Class system is a form of social stratification in which society tends to divide into classes whose members have different access to resources and power. An economic and cultural rift usually exists between different classes. In the early stages of class stratification, the majority of members in a given society have similar access to wealth and power, with only noticeable members displaying more or less wealth than the rest. As time goes on, the large share of wealth and status can begin to concentrate around a small number of populations.

As the members of the community begin to spread out from one another economically, classes are created (Hawley, John Charles 2008). Karl Max saw classes as defined by people’s relationship to the means of production. According to him, the Capitalists (bourgeoisie) are people who own factories and other productive business and the proletariat are people who sell their productive labour to the capitalists. Marx’s theory has been enormously influential and his work has been criticized for failing to recognize that a system of unequal ewards may be necessary to motivate people to perform their social roles effectively.

According to Marxist theory in a class system, social stratification benefits the rich and powerful at the expense of the poor. Karl Marx also described two other classes, the petite bourgeoisie and the lumpenproletariat. The petite bourgeoisie is a small business class that does not accumulate enough profit as compared to the bourgeoisie, while the lumpenproletariat is a low life part of the proletariat class which include beggars, prostitutes and many others (Gimbutas, Marija 1992).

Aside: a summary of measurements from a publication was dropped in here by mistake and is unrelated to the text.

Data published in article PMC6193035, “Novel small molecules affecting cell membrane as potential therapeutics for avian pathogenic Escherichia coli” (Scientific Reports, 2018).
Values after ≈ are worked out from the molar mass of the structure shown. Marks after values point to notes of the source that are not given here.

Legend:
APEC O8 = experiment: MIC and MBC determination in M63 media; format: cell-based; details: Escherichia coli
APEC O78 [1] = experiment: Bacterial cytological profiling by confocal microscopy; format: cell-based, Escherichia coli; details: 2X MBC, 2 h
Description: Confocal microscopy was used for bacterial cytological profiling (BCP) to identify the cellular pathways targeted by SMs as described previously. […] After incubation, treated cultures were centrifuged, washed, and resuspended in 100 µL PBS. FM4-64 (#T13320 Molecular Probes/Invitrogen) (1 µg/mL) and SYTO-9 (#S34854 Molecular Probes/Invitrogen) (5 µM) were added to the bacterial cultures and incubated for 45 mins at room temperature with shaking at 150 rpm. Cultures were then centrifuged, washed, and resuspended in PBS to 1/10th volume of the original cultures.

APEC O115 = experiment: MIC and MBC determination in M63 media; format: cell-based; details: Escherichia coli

Unlike Karl Marx who defined social classes in terms of ownership of the means of production, Max Weber identified three distinct dimensions of stratification. He argued that social standing consists of three parts or dimensions: class, which he regarded as determined mainly by economic standing or wealth; party, which was equivalent to political power; and status, or social prestige and honour. Following Weber’s lead, contemporary sociologists often use the broader concept of social-economic status to refer to a person’s ranking along several social dimensions, particularly education, occupational prestige, and income.

He added on by saying that people had different qualifications and skills on the basis of which they can be differentiated. Wright, E. O. (1997), found the class system to have both advantages and disadvantage: It promoted group solidarity and co-operation between people belonging to the same class, it promoted hard work among the lower class as they strived to be as those the higher class, it also promoted pride on one’s success or achievement through hard working.

For example, if a lawyer would be seen to the same as a garbage man and get the same salary, he would feel inferior and think that his hard work was in vein as has the same income with someone who did not spend 18 years in school. On a negative part, wright found the class system to be undemocratic as it denied equal opportunities for advancement of people’s belonging to different groups. Another system of social stratification is the colour-bar system (also known as the race system).